Columbia flooring will resist fading from exposure to sunlight or artificial light. LIMITED LIFETIME WARRANTY AND MAINTENANCE FOR RESIDENTIAL USE Columbia is so confident in the design and durability of our Columbia flooring products and accessories, that we back them with a Limited Lifetime

More information

For flawless wood floors, avoid these installation and finishing mistakes

For flawless wood floors, avoid these installation and finishing mistakes For flawless wood floors, avoid these installation and finishing mistakes I love the look and durability of wood floors, and it s not just because I ve been installing them since 1978. I m impressed by

More information

Daybreak Acacia. 25yr Residential Wear Warranty

Daybreak Acacia. 25yr Residential Wear Warranty - Wide Leaf Acacia - Handsculpted - Tongue & Groove - Random Lengths - 8 Layer Urethane Finish - High Color Variation JANUARY 2013 HARDWOOD - WIDE LEAF SOLID Daybreak Acacia 3/4 Solid Handsculpted, Tongue

More information

Installation for Wood Flooring

Installation for Wood Flooring Installation for Wood Flooring Tarkett wood flooring offers a beautiful variety of options from species and colour, to plank widths and finishes. We developed enhanced locking system, T-lock, and the best

More information

CLOSED CRAWLSPACES. Have you ever been in your crawlspace? If not, have you ever even

CLOSED CRAWLSPACES. Have you ever been in your crawlspace? If not, have you ever even CLOSED CRAWLSPACES What s In the Crawlspace? Wet Sagging Fiberglass Improper Drainage Have you ever been in your crawlspace? If not, have you ever even opened the door to look inside and see what it looked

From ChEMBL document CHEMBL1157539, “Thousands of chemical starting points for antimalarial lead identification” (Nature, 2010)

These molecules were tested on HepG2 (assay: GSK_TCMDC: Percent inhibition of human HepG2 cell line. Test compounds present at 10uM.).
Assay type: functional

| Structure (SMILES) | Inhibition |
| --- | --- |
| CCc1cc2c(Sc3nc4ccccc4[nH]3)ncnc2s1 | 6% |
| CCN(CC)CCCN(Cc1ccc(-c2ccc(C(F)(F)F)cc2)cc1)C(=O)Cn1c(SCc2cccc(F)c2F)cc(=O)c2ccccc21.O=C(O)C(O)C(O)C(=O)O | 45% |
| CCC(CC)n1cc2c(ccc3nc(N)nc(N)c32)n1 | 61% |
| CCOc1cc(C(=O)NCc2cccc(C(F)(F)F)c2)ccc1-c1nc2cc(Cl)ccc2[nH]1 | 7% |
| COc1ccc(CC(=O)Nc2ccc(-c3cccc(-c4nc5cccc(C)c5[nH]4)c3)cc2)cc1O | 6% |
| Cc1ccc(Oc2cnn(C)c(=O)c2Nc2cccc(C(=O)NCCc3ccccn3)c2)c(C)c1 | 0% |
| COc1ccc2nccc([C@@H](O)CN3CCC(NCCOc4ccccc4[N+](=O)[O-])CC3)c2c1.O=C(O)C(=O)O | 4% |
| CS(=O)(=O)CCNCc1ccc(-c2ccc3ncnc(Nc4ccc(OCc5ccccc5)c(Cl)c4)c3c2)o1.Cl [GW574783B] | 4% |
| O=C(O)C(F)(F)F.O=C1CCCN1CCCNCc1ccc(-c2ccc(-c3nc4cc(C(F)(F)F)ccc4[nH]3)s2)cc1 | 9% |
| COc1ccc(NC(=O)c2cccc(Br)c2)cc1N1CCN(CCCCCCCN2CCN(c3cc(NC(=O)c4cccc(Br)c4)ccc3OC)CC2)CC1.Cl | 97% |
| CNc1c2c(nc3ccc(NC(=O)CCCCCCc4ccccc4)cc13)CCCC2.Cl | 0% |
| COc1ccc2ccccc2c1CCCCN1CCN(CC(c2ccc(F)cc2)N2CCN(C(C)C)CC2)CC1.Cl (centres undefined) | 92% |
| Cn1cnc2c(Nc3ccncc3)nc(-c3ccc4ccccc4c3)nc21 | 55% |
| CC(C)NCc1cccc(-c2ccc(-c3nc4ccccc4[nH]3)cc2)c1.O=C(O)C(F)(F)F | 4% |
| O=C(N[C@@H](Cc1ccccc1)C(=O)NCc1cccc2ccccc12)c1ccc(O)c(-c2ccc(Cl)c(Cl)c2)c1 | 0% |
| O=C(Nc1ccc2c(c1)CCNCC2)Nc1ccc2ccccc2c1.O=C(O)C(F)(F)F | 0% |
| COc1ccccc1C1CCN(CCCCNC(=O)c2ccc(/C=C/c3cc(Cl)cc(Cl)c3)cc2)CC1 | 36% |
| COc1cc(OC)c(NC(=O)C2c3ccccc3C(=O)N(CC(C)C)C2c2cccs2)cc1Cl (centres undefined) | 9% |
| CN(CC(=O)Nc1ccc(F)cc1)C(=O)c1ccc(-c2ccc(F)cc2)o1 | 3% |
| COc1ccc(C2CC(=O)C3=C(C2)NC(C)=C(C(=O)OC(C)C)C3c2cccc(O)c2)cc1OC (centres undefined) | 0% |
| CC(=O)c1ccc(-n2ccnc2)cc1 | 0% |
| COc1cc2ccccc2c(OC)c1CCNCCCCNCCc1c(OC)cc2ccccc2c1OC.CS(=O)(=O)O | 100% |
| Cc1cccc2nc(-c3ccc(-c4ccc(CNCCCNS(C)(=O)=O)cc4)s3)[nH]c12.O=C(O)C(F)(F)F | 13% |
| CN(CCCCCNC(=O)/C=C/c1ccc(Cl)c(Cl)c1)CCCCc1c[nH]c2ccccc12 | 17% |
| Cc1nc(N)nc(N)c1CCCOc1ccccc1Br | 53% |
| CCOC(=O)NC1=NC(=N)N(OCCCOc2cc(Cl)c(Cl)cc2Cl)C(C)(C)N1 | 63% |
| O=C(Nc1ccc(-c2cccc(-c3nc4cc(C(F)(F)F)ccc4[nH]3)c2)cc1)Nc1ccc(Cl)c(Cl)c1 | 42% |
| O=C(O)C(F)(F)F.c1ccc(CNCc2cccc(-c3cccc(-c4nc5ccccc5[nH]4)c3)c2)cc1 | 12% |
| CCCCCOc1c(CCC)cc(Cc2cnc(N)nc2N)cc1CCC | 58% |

More information

Waterproofing and interior insulation for basements takes new twist in technology.

Waterproofing and interior insulation for basements takes new twist in technology. Waterproofing and interior insulation for basements takes new twist in technology. Free report reveals how to stop all call backs for basements for the life of the structure by installing these 3 low cost

More information

Sun Windows General Information Sun New Construction Window Installation Instructions

Sun Windows General Information Sun New Construction Window Installation Instructions Sun Windows General Information Section 1 G F H H H A. Apply Weather Resistive Barrier B. Apply Sill Flashing Tape C. Place Waterproof Sill Shims D. Caulk Back of Nail Fin Sides & Top, Set Window, Fasten

More information

Euro Oak Installation

Euro Oak Installation STYLE TIMBER FLOOR Bring your life in style Euro Oak Installation Before Starting Installation Your floor has been manufactured with the best possible care. However we would still advise you to check the